Thousands of runners travel from all over the world to Pamplona, Spain, for the San Fermín festival, held annually from July 6 to July 14.
There, they hope to take part in the 875-metre race, called an “encierro”, in which white-shirted, red scarved runners are chased by specially-bred fighting bulls through the narrow streets of the medieval city.
Before the race, participants ask for the benediction of San Fermin by singing in front of a small statue of the saint: “We ask San Fermin to be our patron saint and to guide us in the running of the bulls, giving us his blessing.”
There are other activities, such as parades with music, dancing “gigantes y cabezudos” which are giant figures built in 1860, fireworks, and concerts.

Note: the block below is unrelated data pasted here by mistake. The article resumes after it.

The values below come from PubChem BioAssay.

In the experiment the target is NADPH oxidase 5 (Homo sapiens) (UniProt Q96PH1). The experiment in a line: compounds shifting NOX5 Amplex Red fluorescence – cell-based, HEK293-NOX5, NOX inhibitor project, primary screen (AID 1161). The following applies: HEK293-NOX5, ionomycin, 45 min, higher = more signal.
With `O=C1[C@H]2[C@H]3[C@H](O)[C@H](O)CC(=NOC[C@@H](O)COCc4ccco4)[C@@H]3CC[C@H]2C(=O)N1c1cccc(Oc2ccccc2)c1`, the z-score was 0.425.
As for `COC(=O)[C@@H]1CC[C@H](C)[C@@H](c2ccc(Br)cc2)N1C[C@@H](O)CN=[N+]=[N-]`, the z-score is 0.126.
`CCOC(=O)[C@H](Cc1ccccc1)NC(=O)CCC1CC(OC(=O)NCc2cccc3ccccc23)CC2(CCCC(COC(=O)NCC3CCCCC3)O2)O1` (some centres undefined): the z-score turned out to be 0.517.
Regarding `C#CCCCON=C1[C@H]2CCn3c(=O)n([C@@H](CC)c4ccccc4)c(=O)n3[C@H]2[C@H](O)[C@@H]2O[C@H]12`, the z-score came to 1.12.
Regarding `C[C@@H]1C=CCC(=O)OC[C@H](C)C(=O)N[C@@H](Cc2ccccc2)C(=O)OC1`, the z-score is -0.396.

On the last day of the festival, people gather in front of Pamplona’s city hall, and at midnight they start to sing the “Pobre de mí” song. This traditional chant marks the end of the San Fermin festivities. Its lyrics are “Poor me, poor me, the San Fermin festivities are over”.
This year’s festival left a total of 11 runners gored, with the worst day being July 8 when six people were caught on the horns of the half-tonne animals, although there were no fatalities. In total, 67 people were injured, compared to 37 in 2016.
Sixteen complaints for sexual assault and rape have also been filed.